Mystery Rifle

Well, I kinda goofed with my post scheduling yesterday – the StG45 IPSC video was supposed to be for today. I’m on the road for a couple days, so in lieu of a regular Monday post, here’s an interesting photo of a rifle we don’t have any information on:

Unidentified prototype rifle
Unidentified prototype rifle (click to enlarge)

I believe the photo is from Aberdeen Proving Grounds, dating in the 1920s or 1930s. Looks like a BAR magazine, and a modified bolt-action receiver turned into a semiauto. Any thoughts?


  1. well it’s a waffenampted kar 98 action, so it has to be later than that. the sear has been moved behind the trigger guard, which is interesting, maybe blowback a bolt action that fires from an open bolt? to go along with the square wheeled bicycle the wehrmacht had almost perfected before the collapse?

  2. Muzzle device looks like a sabot splitter, something Rheinmetall was working on throughout the war.

  3. Has to be later than 1937. That is when the switch from the Veimar firing proof started happening.

  4. Yes, its definetly a K98/G98 System and its “Magazine”. An interesting point is that the Bolt Stop is still in place. It would be interessting to know if only the ejector is left at the inside. Whats about the trigger assambly. The down part of the trigger is sawn off or something. In this condition the trigger will not work. Its probaply a selfmade gun wich doesnt became finished. The front iron sight is also missing. Maby someone tryed to build a automatic rifle wich fires from an open and no tilting bolt. The driving spring must have a really hard pressure and the Bolt must be very heavy to handle a cardrige like the 8×57 or the .30-06.

    Im sorry for my bad english sklills. 🙂

    Greetings from Nürnberg / Germany

  5. My bad, the tigger is not sawn off, its just not complete… Well in any case, the gun would not run in this condition.

  6. Maybe it is a single shot anti tank rifle fired like an RPG. You could trip the sear with your thumb.

  7. Its an open bolt gun. That clamp above the sear assembly is a safety of sorts. When the bolt is retracted, that little clamp can be flipped over, locking the bolt to the rear. Muzzle device could be a breaker for wooden blanks.

    Also, 30.06 is 6mm longer than 8mm mauser, meaning that some other mods are probably present to get it to feed from the BAR mag. It is possible that a spacer has been welded in, and its feeding a shorter cartridge, something that makes sense in my brain.

    The bolt handle has been shaved on one side. Either this had a purpose, or its a photoshop mistake. One never knows in the internet age.

  8. Any chance that this might be one of the AAI demonstrators for the 5.6x53mm flechette cartridge developed in the late 1950’s for Project SALVO and the SPIW? The histories I have read indicate that Winchester Model 70s were used at this stage by Irwin Barr of AAI, but those histories might not be entirely correct.

    These were blowback weapons with a sabot splitter and incredible rates of fire: 2,300 rpm!

  9. My guess would be a simulator for machine gun fire in troop exercises. Firing blank cartridges fully automatic from a simple blowback mechanism. Remotely fired using a wire.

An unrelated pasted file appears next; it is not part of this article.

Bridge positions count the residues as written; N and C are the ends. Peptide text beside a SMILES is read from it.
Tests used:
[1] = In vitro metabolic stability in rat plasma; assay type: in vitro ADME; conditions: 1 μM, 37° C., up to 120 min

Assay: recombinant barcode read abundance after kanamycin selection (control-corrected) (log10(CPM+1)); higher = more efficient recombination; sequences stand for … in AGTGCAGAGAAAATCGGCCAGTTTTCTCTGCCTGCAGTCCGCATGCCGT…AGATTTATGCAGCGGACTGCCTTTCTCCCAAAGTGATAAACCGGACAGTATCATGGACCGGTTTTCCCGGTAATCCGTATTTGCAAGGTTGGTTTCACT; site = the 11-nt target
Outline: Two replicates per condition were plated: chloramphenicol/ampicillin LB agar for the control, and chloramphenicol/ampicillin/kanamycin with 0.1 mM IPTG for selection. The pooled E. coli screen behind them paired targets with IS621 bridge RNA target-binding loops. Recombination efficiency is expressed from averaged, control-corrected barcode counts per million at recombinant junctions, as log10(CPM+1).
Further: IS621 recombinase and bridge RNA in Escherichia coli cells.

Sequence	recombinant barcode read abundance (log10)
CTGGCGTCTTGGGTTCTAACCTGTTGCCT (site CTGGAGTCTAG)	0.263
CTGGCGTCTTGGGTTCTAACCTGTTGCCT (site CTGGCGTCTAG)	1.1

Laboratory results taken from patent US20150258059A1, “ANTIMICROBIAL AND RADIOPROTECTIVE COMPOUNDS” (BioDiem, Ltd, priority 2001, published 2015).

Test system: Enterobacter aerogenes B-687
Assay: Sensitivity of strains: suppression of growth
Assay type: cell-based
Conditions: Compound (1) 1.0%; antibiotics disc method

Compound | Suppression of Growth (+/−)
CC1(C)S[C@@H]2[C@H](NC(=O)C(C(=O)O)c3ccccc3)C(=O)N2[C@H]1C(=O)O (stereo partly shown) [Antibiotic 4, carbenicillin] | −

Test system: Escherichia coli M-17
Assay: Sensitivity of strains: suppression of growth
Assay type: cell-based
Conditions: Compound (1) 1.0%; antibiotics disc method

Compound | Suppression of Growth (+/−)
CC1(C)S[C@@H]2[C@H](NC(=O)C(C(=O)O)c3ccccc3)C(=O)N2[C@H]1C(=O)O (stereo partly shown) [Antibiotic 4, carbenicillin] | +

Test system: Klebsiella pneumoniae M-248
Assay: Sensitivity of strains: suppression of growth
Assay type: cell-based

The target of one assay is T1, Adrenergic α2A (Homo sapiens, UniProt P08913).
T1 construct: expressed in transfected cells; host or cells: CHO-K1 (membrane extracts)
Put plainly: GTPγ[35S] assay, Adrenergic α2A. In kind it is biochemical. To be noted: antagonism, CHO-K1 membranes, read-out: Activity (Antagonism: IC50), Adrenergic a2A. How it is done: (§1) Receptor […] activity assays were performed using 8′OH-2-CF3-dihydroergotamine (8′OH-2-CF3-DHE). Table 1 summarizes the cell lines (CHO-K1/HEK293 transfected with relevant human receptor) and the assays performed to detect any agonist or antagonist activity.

10. To me it looks like post 1933 (Nazi marked) Mauser receiver converted to full auto blowback operation. At first I thought the magazine was the 20 round Mauser magbutthatiscurved ( but it doesseemtobe a BAR mag variant.
    The bolt handle is confusing me, It can’t be the cocking handle on the bolt as the bolt is either removed or at it’s rear position in the photo, also it has been ground in half for some reason. If it has any function it must be disconnected from the bolt and used to push the bolt assembly back, assuming there is a slot cut into the opposite side of the gun. But if there is a slot it won’t cock far back because of that hinged clamp bracket. It looks to me like something someone threw together just to see if the concept would work without putting too much effort into it.

    • Look closely between the receiver ring and bridge and you will see the standard Mauser 1898 bolt guide rib. This indicates that the bolt is a standard Mauser 98 bolt in the forward, but not locked, position. Thus the bolt handle is probably the original Mauser 98 bolt handle.

      Someone converted a standard Mauser 1898 into an open bolt, full automatic, blowback firearm here. AAI was said to have done this with Winchester Model 70s, but the BAR magazine says that someone in America did this with a Kar.98 as well.

      I can’t find a photo of the AAI Model 70 conversions anywhere. Does anyone have such a photo? I am really curious now….

  11. I’ve got a different theory now. The picture is definitely an ordnance department photograph because I have seen that ruler in many other pics (some on this site such as in the M1 Carbine section). The location of the sear on the tube behind the receiver in the picture looks to be about the same distance from the magazine as on the G41. Also, the magazine could be from a Polish BAR because the front to back dimension appears to be the same as that of the magazine box of the Mauser. So, maybe it is a developmental prototype of the G41(M).

  12. I was thinking it could be something using reduced loads. You all probably know more about it than me. However, I have seen pics of a fiream that was blowback and used 7.62X39 reloaded to lower levels, and firing .32 bullets.

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